ST. LOUIS (KMOV.com) -- Months after flood-waters dropped, the sandbags meant to protect homes along River Des Peres are still in place, with many of the bags along Germania between I-55 and Morganford supporting tall weeds growing out of the fabric.
"I didn't move here to look at that," said Germaine Clark. "I'm tired of seeing it and it's horrible."
Clark says she is so tired of looking at the old bags, she even started calling her alderman about it.
"Get it done and over with," said Clark.
In spring, city crews put the bags up to fight rising floodwater.
"They did rather well. They are like a whole one-yard solid sand you put up all at once, but with equipment and less labor," said Todd Waelterman, director of operations for City of St. Louis Mayor Lyda Krewson. "We had some hard working people down there working day and night to keep the river where it belonged."
But taking the bags down hasn't moved as quickly.
"They came and picked up some of them and then left all the rest. I guess they got busy," said Shane Donovan, who also sees the bags from his front door.
"It's mostly about labor," said Waelterman. "We are in some real nice times here with the economy so it's been real hard to hire people. We've been running this entire summer at about 3/4 workforce. We have over 800 positions open in the city that we are unable to hire for. We just don't have people lined up wanting to come to work."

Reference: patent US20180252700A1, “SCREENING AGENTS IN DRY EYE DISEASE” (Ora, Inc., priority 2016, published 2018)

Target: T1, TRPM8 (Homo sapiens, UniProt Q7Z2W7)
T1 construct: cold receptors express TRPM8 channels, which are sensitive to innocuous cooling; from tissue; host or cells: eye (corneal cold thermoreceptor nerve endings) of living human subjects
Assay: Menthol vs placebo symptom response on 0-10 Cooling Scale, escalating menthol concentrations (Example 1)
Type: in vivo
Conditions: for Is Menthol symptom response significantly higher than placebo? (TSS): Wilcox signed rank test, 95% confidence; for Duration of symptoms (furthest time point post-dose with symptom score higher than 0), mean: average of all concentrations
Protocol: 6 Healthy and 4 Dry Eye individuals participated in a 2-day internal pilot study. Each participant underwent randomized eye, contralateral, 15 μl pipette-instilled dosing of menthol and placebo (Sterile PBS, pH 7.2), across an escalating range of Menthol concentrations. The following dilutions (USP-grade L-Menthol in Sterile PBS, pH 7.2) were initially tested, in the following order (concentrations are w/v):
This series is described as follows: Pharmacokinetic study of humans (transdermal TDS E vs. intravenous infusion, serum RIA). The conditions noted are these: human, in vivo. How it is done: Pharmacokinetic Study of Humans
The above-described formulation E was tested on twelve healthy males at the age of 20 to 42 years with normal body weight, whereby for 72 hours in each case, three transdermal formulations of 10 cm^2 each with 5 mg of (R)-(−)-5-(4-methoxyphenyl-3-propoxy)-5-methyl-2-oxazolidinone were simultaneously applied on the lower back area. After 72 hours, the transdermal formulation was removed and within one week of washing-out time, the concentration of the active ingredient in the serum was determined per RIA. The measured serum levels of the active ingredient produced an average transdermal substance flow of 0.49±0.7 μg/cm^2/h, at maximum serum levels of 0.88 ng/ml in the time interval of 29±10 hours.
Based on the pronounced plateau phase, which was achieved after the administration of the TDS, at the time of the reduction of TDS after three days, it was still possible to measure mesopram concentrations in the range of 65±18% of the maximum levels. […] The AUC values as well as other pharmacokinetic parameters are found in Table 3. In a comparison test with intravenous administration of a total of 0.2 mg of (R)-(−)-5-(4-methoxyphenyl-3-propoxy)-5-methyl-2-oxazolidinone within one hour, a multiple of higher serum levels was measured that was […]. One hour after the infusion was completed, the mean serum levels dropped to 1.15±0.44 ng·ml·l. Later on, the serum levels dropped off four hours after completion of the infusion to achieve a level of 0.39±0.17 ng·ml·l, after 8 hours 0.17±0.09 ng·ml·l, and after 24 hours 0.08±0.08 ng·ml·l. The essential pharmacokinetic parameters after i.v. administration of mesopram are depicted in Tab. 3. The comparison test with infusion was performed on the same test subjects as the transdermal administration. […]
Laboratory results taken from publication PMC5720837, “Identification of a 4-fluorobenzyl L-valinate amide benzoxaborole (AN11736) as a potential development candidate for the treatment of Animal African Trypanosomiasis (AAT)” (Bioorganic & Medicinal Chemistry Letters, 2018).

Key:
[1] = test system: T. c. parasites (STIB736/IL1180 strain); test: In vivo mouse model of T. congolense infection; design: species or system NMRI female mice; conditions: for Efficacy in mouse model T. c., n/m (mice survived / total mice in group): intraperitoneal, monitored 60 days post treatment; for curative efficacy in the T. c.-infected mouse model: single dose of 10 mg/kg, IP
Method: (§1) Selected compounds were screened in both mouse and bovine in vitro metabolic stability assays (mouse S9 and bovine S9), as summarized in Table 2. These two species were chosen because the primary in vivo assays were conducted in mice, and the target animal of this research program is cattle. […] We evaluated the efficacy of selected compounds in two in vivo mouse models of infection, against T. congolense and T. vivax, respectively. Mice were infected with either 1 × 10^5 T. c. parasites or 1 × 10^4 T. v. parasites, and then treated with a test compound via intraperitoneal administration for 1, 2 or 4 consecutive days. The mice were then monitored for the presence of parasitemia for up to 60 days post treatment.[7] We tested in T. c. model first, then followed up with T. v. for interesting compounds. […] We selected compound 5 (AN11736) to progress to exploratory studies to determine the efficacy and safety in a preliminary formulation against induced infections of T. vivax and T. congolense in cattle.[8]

He adds, once the water was gone, they had to prioritize other projects.
"You start picking from the post important, what impacts the most people, and work your way down," said Waelterman.
Officials with the St. Louis Health Department confirm with News 4 that they've been in touch with the mayor's office about the sandbags and that they do not pose any public health risk.
After News 4 started asking questions about the bags on Monday, a city crew returned to pick up and dispose of more of them.
"I talked to the crew and I said, 'When are you going to get this done? I'm tired of these people calling. I know we have priorities.' And he said, 'We get a free crew, we go!'" said Waelterman.
But he warns they won't all be gone right away.
"They guaranteed me they would be gone by spring," said Waelterman, which would be nearly a year from when they were put up. "That's right. It could be. But you also have to think this flood lasted a third of a year."